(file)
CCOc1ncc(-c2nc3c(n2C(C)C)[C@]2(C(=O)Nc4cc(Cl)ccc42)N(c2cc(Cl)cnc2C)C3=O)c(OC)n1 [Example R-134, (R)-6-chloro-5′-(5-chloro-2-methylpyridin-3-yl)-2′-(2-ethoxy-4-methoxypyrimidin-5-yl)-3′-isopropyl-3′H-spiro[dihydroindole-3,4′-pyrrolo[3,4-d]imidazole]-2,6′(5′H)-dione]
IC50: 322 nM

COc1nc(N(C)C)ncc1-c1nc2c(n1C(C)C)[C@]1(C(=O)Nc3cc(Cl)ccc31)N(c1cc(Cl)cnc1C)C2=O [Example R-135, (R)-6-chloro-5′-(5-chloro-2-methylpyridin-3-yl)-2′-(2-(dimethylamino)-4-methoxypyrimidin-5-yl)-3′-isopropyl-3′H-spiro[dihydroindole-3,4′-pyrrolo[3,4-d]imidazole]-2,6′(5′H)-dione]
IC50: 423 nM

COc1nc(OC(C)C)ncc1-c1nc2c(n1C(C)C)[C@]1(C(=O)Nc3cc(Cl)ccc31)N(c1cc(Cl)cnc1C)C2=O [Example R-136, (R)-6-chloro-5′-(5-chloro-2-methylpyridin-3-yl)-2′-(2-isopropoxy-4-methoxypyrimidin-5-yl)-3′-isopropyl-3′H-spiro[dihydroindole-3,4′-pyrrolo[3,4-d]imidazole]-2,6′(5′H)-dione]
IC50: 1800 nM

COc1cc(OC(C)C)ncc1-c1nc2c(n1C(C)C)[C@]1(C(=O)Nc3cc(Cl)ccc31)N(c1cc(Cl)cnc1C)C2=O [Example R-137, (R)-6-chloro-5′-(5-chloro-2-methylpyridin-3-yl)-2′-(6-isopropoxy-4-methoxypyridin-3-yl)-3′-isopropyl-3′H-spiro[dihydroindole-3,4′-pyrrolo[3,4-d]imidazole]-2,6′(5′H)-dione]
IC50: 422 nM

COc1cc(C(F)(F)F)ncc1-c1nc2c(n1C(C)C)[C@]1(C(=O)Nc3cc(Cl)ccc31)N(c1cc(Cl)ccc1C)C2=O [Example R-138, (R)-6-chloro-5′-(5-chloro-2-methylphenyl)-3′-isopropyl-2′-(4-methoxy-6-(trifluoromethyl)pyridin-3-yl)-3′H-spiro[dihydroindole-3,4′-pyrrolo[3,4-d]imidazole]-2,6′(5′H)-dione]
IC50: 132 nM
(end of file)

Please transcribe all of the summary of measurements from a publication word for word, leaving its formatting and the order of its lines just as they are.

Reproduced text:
CCOc1ncc(-c2nc3c(n2C(C)C)[C@]2(C(=O)Nc4cc(Cl)ccc42)N(c2cc(Cl)cnc2C)C3=O)c(OC)n1 [Example R-134, (R)-6-chloro-5′-(5-chloro-2-methylpyridin-3-yl)-2′-(2-ethoxy-4-methoxypyrimidin-5-yl)-3′-isopropyl-3′H-spiro[dihydroindole-3,4′-pyrrolo[3,4-d]imidazole]-2,6′(5′H)-dione]
IC50: 322 nM

COc1nc(N(C)C)ncc1-c1nc2c(n1C(C)C)[C@]1(C(=O)Nc3cc(Cl)ccc31)N(c1cc(Cl)cnc1C)C2=O [Example R-135, (R)-6-chloro-5′-(5-chloro-2-methylpyridin-3-yl)-2′-(2-(dimethylamino)-4-methoxypyrimidin-5-yl)-3′-isopropyl-3′H-spiro[dihydroindole-3,4′-pyrrolo[3,4-d]imidazole]-2,6′(5′H)-dione]
IC50: 423 nM

COc1nc(OC(C)C)ncc1-c1nc2c(n1C(C)C)[C@]1(C(=O)Nc3cc(Cl)ccc31)N(c1cc(Cl)cnc1C)C2=O [Example R-136, (R)-6-chloro-5′-(5-chloro-2-methylpyridin-3-yl)-2′-(2-isopropoxy-4-methoxypyrimidin-5-yl)-3′-isopropyl-3′H-spiro[dihydroindole-3,4′-pyrrolo[3,4-d]imidazole]-2,6′(5′H)-dione]
IC50: 1800 nM

COc1cc(OC(C)C)ncc1-c1nc2c(n1C(C)C)[C@]1(C(=O)Nc3cc(Cl)ccc31)N(c1cc(Cl)cnc1C)C2=O [Example R-137, (R)-6-chloro-5′-(5-chloro-2-methylpyridin-3-yl)-2′-(6-isopropoxy-4-methoxypyridin-3-yl)-3′-isopropyl-3′H-spiro[dihydroindole-3,4′-pyrrolo[3,4-d]imidazole]-2,6′(5′H)-dione]
IC50: 422 nM

COc1cc(C(F)(F)F)ncc1-c1nc2c(n1C(C)C)[C@]1(C(=O)Nc3cc(Cl)ccc31)N(c1cc(Cl)ccc1C)C2=O [Example R-138, (R)-6-chloro-5′-(5-chloro-2-methylphenyl)-3′-isopropyl-2′-(4-methoxy-6-(trifluoromethyl)pyridin-3-yl)-3′H-spiro[dihydroindole-3,4′-pyrrolo[3,4-d]imidazole]-2,6′(5′H)-dione]
IC50: 132 nM